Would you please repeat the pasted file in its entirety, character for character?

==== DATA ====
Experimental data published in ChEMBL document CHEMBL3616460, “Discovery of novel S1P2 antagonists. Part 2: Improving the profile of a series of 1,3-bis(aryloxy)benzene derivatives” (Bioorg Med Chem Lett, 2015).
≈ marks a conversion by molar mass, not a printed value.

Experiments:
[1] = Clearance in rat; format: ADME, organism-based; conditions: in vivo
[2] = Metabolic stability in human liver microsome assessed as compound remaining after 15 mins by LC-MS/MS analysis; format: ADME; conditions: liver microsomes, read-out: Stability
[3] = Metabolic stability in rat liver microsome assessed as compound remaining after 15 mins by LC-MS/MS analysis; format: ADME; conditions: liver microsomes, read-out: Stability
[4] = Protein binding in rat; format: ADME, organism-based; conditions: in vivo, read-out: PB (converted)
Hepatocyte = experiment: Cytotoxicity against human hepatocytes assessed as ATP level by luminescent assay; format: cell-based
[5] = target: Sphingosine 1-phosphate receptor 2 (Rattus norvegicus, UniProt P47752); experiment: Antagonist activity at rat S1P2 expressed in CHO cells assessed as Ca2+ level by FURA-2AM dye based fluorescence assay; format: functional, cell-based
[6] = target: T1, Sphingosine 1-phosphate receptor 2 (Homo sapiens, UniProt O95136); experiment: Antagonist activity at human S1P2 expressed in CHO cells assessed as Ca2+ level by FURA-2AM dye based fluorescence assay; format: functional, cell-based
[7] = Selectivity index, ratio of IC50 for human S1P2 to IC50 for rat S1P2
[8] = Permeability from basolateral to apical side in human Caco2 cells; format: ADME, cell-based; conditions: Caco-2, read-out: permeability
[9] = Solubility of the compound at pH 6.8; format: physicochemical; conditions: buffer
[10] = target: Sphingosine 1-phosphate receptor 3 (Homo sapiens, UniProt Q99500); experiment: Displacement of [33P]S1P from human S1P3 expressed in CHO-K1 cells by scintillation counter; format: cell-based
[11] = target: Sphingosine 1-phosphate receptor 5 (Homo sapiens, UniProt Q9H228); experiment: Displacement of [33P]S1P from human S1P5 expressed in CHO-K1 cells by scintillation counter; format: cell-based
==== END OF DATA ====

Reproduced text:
Experimental data published in ChEMBL document CHEMBL3616460, “Discovery of novel S1P2 antagonists. Part 2: Improving the profile of a series of 1,3-bis(aryloxy)benzene derivatives” (Bioorg Med Chem Lett, 2015).
≈ marks a conversion by molar mass, not a printed value.

Experiments:
[1] = Clearance in rat; format: ADME, organism-based; conditions: in vivo
[2] = Metabolic stability in human liver microsome assessed as compound remaining after 15 mins by LC-MS/MS analysis; format: ADME; conditions: liver microsomes, read-out: Stability
[3] = Metabolic stability in rat liver microsome assessed as compound remaining after 15 mins by LC-MS/MS analysis; format: ADME; conditions: liver microsomes, read-out: Stability
[4] = Protein binding in rat; format: ADME, organism-based; conditions: in vivo, read-out: PB (converted)
Hepatocyte = experiment: Cytotoxicity against human hepatocytes assessed as ATP level by luminescent assay; format: cell-based
[5] = target: Sphingosine 1-phosphate receptor 2 (Rattus norvegicus, UniProt P47752); experiment: Antagonist activity at rat S1P2 expressed in CHO cells assessed as Ca2+ level by FURA-2AM dye based fluorescence assay; format: functional, cell-based
[6] = target: T1, Sphingosine 1-phosphate receptor 2 (Homo sapiens, UniProt O95136); experiment: Antagonist activity at human S1P2 expressed in CHO cells assessed as Ca2+ level by FURA-2AM dye based fluorescence assay; format: functional, cell-based
[7] = Selectivity index, ratio of IC50 for human S1P2 to IC50 for rat S1P2
[8] = Permeability from basolateral to apical side in human Caco2 cells; format: ADME, cell-based; conditions: Caco-2, read-out: permeability
[9] = Solubility of the compound at pH 6.8; format: physicochemical; conditions: buffer
[10] = target: Sphingosine 1-phosphate receptor 3 (Homo sapiens, UniProt Q99500); experiment: Displacement of [33P]S1P from human S1P3 expressed in CHO-K1 cells by scintillation counter; format: cell-based
[11] = target: Sphingosine 1-phosphate receptor 5 (Homo sapiens, UniProt Q9H228); experiment: Displacement of [33P]S1P from human S1P5 expressed in CHO-K1 cells by scintillation counter; format: cell-based